Obsessions of an Otome Gamer: Elementary School Years

By Natsu and Shoyu. Released in Japan as “Ongaku de Otome wa Sukuenai” by the author on the Syosetu website. Released in North America digitally by Cross Infinite World. Translated by Charis Messier.

I’d never really read a Cross Infinite World novel before now. They specialize in both novels geared towards young women and also going directly through the author, i.e. most of the books published were published on the Syosetsu original fiction website, or various equivalents, rather than going through a publisher. (That said, the author has had published work as well.) But nothing had really caught my attention until the announcement of this series. I love visual novel-style storytelling, and I love classical music, so I was delighted to see the two combined. As I started to read the book, I was expecting things to be very light and fluffy, with the occasional warped sense of humor. I was surprised at several plot and character choices the book made, though. I was even more surprised by a plot twist that I will do my best not to spoil (yes, really) about one-third in. And I was not surprised but a bit taken aback by the length. This book is HUGE.

One thing that surprised me was the decision to have the entire book take place when our reincarnated heroine, Mashiro, is between the ages of seven and twelve, something that I blame on the light and hard to read font on the front cover, which meant I missed the subtitle. She’s the reincarnation of Rika, a young woman who was obsessed with an insanely difficult otome game called Hear My Heart, where you not only had to make the right romantic choices with regards to the two guys (one outgoing and arrogant, one sullen and introverted), but you also had to compose music – and if the music wasn’t good enough, you failed. That’s a high bar to clear. She then sees a poster advertising a remake of the game… and falls into an open manhole and dies. (This would be the warped sense of humor I mentioned above.) As Mashiro, she recalls her previous life when she’s seven years old and just your average elementary school girl who folds origami of Angkor Wat in her spare time. Now she’s in the game world, and has met Kou and Sou, the two heroes, as young boys. But is the game world what she really wants from life?

While Mashiro is eighteen years old in her head (at times – it’s lampshaded that this isn’t consistent, and is actually an important plot point), she and the two boys are young kids, and despite the occasional schoolkid flirtation, the book maintains those boundaries. Of course, this doesn’t mean we don’t get a heartfelt confession or two, but you may relax and not have to worry about kiddie makeouts. There’s also a heavy emphasis on classical music and piano, as Mashiro burns with a sudden desire to learn the piano, at first because she wants to meet the guy she liked from the game, but her love rapidly becomes genuine and all-consuming. The book helpfully tells us the names of the pieces she’s working on, and you could make an excellent Spotify playlist if you liked. Mashiro is a prodigy, though she may not be aware of it. And there’s also that spoiler, which revolves around her best friend Kon, who is Kou’s sister – and also reincarnated into this world from a previous one. Mashiro only has memories of the first version of the game. Kon played the remake, but not all of it. Is she really what she seems? And can Mashiro really avoid being a heroine?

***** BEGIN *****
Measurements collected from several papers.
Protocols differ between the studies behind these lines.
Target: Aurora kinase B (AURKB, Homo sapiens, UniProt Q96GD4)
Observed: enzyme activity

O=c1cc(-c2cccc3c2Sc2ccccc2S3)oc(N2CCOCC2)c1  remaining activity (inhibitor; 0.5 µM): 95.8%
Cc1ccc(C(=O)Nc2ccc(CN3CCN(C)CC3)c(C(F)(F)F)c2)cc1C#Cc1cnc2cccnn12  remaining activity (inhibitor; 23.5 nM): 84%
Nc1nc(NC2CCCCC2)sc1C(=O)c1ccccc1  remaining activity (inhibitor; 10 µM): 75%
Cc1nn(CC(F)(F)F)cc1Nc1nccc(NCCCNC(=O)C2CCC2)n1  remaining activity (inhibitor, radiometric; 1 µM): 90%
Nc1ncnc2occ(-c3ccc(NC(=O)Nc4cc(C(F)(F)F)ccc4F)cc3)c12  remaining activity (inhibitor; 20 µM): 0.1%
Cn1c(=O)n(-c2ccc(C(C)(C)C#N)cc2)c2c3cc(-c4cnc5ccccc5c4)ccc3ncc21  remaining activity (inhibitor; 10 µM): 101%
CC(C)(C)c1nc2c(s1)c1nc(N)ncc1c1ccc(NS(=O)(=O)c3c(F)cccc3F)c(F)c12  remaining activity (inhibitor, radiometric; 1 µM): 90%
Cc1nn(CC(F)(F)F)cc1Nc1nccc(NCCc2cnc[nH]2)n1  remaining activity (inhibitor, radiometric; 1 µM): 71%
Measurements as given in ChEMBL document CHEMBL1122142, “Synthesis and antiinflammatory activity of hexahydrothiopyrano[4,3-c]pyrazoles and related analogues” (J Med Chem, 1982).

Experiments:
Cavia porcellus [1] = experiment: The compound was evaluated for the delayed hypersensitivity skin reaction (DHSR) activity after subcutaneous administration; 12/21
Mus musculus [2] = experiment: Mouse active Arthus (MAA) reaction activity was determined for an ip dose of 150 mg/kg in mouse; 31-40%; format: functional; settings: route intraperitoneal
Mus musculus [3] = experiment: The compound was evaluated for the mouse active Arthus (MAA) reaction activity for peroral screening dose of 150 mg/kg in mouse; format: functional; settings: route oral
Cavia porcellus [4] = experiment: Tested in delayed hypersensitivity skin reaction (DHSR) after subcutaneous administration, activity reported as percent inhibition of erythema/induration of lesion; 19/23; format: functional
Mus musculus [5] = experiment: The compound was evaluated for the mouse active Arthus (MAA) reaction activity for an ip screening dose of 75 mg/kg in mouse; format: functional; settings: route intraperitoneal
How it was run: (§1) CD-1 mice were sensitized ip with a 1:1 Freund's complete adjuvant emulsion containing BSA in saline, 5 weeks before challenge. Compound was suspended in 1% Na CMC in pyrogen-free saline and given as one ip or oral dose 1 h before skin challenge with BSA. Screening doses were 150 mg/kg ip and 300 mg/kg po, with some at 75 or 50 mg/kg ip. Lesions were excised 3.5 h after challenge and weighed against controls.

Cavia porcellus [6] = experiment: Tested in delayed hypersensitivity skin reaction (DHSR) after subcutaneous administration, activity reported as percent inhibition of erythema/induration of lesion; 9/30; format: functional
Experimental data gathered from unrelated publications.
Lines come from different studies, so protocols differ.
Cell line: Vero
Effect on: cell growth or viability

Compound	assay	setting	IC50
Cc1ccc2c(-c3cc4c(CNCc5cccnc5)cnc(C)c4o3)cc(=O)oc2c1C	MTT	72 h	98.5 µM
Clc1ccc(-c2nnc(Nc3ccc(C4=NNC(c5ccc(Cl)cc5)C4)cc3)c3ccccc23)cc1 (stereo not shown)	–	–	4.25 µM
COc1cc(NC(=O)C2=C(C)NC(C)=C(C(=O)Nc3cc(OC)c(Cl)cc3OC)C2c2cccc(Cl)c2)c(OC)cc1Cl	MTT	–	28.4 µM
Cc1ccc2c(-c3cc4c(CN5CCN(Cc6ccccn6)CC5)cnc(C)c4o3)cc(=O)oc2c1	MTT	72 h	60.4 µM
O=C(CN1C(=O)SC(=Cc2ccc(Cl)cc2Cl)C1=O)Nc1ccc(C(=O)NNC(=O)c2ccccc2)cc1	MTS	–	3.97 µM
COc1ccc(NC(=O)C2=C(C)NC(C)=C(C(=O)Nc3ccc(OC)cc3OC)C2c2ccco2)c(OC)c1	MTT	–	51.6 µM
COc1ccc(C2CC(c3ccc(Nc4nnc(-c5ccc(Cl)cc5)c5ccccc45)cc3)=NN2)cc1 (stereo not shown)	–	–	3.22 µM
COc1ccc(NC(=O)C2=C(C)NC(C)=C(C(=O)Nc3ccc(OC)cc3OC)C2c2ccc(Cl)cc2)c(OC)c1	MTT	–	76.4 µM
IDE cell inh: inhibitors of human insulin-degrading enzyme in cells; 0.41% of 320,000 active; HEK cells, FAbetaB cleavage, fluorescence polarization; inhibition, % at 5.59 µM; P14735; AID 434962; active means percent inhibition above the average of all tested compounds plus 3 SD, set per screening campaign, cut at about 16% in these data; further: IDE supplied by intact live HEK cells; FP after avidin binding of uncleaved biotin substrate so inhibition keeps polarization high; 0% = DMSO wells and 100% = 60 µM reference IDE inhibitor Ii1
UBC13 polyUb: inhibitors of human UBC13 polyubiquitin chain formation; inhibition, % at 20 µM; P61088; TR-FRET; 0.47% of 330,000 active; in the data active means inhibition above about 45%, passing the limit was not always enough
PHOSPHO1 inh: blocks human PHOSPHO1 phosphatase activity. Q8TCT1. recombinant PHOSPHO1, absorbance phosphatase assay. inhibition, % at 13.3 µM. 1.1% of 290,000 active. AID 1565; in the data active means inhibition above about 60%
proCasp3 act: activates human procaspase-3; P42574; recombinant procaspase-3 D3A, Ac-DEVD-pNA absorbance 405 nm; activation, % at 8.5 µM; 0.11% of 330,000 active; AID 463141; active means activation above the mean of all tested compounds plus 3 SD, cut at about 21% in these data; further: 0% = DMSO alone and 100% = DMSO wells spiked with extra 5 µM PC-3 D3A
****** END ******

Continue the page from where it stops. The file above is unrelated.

The writing and plotting can get immensely wordy at times – I understand this was actually edited down from the original text, but it’s still super long, about twice the size of your average light novel. That said, I never found myself counting pages till it was over. Mashiro is a fun heroine, savvy when needed, clueless also when needed. There’s also a surprisingly deep look at how reincarnation into another world would work when you retain some of your own memories. The book ends with Mashiro graduating and moving on to Middle School, which I imagine will take up Book 2 of the series. If you’re looking for a nice romantic book with hidden depths, or love shoujo and visual novels, this is a fantastic read.

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